The opinion of the court was delivered by: WOOD
This is a motion by defendant to dismiss this seaman's action for improper venue or to transfer it to the United States District Court for the Southern District of New York or to dismiss on the ground of forum non conveniens.
Suit was instituted on April 23, 1964. On May 15, 1964, defendant's counsel entered its appearance and answered on July 6, 1964. Defendant did not move to dismiss for improper venue until October 25, 1965. Defendant, incidentally, noticed plaintiff for deposition in Philadelphia on May 13, 1964.
Defendant contends that this action should be dismissed for improper venue because a suit under the Jones Act must be commenced in the district where the ship owner-employer maintains his principal office for the conduct of business or in the district in which he resides, which in the case of a corporation would be the appropriate district in the Commonwealth of Pennsylvania. Defendant herein is not incorporated in Pennsylvania nor maintains its principal place of business therein. See Leith v. Oil Transport Co., 321 F.2d 591 (3rd Cir. 1963).
While defendant would have had a valid objection if properly raised, he has waived any objection based on improper venue. Subdivision (h) of F.R.Civil P. 12 provides for waiver of all defenses and objections which defendant does not present by motion under Subdivision (b) before answering or in his answer or reply. Defendant has done neither in this case and has consequently waived any objections based on improper venue.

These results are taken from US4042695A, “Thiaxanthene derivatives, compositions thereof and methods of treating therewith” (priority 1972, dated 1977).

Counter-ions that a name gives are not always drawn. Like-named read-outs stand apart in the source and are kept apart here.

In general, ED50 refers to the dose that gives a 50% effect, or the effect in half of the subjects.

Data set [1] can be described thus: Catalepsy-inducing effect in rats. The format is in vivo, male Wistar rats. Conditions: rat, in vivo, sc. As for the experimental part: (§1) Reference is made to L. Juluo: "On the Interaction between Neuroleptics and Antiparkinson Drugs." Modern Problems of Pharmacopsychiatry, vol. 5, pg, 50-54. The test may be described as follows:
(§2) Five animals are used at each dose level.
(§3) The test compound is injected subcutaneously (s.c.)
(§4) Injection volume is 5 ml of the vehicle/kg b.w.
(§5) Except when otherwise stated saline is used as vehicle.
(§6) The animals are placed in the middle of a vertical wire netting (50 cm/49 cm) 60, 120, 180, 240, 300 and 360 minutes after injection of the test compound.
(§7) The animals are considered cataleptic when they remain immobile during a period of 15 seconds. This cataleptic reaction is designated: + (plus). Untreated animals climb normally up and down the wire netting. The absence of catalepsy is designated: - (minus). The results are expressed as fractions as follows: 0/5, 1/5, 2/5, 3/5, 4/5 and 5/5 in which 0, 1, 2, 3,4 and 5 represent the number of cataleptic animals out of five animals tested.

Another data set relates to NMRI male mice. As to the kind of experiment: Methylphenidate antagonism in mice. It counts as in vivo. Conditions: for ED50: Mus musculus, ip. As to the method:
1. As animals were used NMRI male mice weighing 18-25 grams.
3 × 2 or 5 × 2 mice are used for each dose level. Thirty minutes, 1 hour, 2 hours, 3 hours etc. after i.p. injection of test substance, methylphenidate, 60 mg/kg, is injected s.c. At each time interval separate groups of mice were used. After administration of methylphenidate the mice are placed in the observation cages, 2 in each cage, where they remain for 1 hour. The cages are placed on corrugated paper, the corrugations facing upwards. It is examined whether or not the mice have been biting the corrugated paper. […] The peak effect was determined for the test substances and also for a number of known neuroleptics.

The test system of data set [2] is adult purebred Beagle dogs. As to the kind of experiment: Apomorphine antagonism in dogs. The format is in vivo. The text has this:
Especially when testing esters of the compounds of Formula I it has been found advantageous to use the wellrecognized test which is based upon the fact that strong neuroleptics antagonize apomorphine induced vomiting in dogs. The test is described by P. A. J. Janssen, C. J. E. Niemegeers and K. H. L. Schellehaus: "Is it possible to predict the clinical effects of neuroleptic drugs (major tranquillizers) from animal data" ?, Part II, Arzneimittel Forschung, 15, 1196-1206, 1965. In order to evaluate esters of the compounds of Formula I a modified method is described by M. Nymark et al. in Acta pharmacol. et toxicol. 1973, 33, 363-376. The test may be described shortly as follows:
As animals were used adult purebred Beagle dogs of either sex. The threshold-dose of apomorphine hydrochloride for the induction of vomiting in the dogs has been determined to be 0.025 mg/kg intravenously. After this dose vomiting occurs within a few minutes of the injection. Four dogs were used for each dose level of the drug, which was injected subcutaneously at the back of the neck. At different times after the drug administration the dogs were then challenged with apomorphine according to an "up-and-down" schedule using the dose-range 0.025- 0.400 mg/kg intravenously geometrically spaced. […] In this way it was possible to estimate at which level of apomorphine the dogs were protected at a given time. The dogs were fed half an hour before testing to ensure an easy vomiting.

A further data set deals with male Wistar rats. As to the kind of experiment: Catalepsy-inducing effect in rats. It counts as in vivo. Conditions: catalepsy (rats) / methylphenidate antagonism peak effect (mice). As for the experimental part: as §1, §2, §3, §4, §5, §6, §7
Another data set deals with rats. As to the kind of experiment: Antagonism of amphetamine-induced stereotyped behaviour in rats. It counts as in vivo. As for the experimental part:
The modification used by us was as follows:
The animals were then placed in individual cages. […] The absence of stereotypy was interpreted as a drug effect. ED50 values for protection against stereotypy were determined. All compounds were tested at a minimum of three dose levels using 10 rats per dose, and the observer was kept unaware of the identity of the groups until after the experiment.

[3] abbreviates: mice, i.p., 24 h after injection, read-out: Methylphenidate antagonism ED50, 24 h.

As for the motion to transfer under 28 U.S.C. § 1404(a), defendant has not met his substantial burden of showing that he is entitled to a transfer, on the grounds of inconvenience. See Clendenin v. United Fruit Co., Inc., 214 F. Supp. 137 (E.D.Pa.1963). Plaintiff's residence, the fact that the accident occurred in India and the bar memberships of plaintiff's counsel are irrelevant to show that defendant will be inconvenienced by a trial in Philadelphia instead of New York. As for the remainder of defendant's contentions, they are mere conclusions of expected inconvenience without a showing in which way defendant will be inconvenienced or how substantially it or any witnesses will be inconvenienced. All of these points have been previously considered by this Court on numerous occasions. See e.g. Clendenin v. United Fruit Co., Inc., 214 F. Supp. 137 (E.D.Pa.1963).
The motion to dismiss on the grounds of forum non conveniens may be readily disposed of. Where the more convenient forum is a federal court, the provisions of 28 U.S.C. § 1404(a) must be used instead of the doctrine of forum non conveniens. Collins v. American Automobile Insurance Company, 230 F.2d 416 (2d Cir. 1956).
And now, this 14th day of April, 1966, the motion to dismiss or in the alternative to transfer is denied.
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